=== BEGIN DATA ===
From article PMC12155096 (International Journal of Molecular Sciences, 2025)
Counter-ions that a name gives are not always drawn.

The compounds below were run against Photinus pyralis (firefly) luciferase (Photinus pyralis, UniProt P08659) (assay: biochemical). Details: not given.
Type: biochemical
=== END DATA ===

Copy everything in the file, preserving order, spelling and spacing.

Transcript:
From article PMC12155096 (International Journal of Molecular Sciences, 2025)
Counter-ions that a name gives are not always drawn.

The compounds below were run against Photinus pyralis (firefly) luciferase (Photinus pyralis, UniProt P08659) (assay: biochemical). Details: not given.
Type: biochemical